I had an absolutely lovely time visiting the Berwyn Public Library this past Saturday. Thank you so very much to Becky Spratford, librarian extraordinaire, for facilitating my presentation, and to all the Friends of the Library members who showed up to hear me ramble on about the importance of libraries in our lives. I know I was preaching to the choir... but I hope everyone enjoyed my Snooki snark!
Thank you so very much to the Gail Borden Library in Elgin for hosting me last Thursday night and hugs and kisses to the incredible trio of librarians who facilitated my visit: Denise, Liz and Tish. You made me feel so welcome and comfortable enough to endure The Big Questions from my charming interviewer, Robert K. Elder, writer and editor-in-chief and vice president of Digital Content for the Sun-Times Media Local. Being interviewed in front of an audience must be a bit like having sex in public (not that I've ever done that!): 1) it helps if you're a bit of an exhibitionist and 2) you really feel under pressure to do it right.
And an especially BIG thank you to Rob for asking the questions that made me sound reasonably intelligent!
Thanks so very much to the Niles Public Library and the BIrdies Book Club (aka the Red, White and Read Book Club) of Wheaton for inviting me to attend two lively and absolutely fabulous book discussions for The Things We Save last week.
Attending these discussions has been a mind-expanding experience on how people make meaning through their reading. For example, at a book club, an attendee may make a comment on a situation or character in my novel, and then look at me as if to confirm that his or her answer was “correct.” When that happens, I just shrug and laugh and say something along the lines of “your guess is as good as mine.” Writing a book is like starting a conversation blindfolded and hoping someone will respond, but my intent and the reader’s interpretation don’t necessarily have to match perfectly, because the reader brings his or her own life experience and opinions to the pages. It’s like trying to state that there is a definitive meaning to a piece of poetry; you can’t, no matter what the most learned English professor may say. The writer may “mean” one thing; the reader may “get” something along the writer’s lines or something entirely different.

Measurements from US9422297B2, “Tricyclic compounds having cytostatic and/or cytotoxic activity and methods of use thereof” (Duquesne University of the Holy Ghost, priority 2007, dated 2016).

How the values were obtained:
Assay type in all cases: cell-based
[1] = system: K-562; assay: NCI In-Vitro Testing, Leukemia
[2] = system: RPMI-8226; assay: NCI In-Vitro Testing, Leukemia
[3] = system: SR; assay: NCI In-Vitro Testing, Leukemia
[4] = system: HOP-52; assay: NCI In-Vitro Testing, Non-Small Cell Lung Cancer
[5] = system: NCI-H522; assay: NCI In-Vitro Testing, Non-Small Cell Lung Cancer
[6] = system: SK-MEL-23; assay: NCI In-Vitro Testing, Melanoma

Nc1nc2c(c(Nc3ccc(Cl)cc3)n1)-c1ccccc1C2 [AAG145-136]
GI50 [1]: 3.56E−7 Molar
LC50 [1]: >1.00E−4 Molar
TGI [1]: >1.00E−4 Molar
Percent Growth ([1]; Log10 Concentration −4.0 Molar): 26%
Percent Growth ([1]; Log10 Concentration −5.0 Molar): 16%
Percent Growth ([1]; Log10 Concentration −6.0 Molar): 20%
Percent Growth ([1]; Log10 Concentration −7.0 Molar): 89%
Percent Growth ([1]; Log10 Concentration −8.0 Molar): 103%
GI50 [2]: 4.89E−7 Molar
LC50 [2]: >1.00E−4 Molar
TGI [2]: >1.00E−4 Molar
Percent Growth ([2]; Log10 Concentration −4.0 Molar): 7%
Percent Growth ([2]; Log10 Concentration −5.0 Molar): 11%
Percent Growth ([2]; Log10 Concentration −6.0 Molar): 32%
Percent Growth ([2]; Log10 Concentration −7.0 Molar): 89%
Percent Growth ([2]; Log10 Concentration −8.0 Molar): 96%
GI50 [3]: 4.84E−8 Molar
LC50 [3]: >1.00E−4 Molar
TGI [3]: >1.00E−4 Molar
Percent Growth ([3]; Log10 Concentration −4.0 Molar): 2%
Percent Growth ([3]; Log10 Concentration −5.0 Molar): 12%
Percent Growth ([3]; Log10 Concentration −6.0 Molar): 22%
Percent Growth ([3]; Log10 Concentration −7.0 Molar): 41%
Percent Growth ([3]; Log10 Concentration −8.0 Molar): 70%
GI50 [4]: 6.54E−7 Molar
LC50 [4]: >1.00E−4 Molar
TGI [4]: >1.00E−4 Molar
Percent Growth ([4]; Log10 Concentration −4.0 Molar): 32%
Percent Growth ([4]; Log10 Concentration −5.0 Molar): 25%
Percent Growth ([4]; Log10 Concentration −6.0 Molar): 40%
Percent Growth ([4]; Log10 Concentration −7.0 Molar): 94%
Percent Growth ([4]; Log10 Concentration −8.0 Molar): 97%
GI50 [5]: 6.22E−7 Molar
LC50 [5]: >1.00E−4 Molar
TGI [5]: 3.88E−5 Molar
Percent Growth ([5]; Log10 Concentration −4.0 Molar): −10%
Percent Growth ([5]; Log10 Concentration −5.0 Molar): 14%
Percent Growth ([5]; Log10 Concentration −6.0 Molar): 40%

And either way, it’s okay.
Again, many thanks to Greta Ulrich of the Niles Library and Barb and Bonnie of the Birdies for inviting me to these events. I had a blast!
BTW: Red, White and Read is a reference to the liquid refreshments served that drive the lively conversation!
If happiness is wandering in a library... then this week promises double the joy!
I'll be visiting the gorgeous Niles Public Library on Monday, September 22 to join in on a discussion of The Things We Save and on Thursday I'll be appearing at the beautiful Gail Borden Library in Elgin. There I will be engaging in a conversation with Robert K. Elder, writer, editor-in-chief and vice-president of digital content for Sun-Times Media Local and the host of "The Big Questions" podcast. He's got quite the eclectic list of interviewees, so I am honored and thrilled to be among them. We'll be doing a live recording, so I will definitely have to practice speaking in full sentences before then!
Looks like it's going to be a very curvy week as well!
Thanks so very much to the Dundee Library of the Fox River Valley Library System for hosting me last Wednesday... I thoroughly enjoyed my visit and hope all who attended did so as well!
To find out more about me, click on the Not Your Average Jo tab.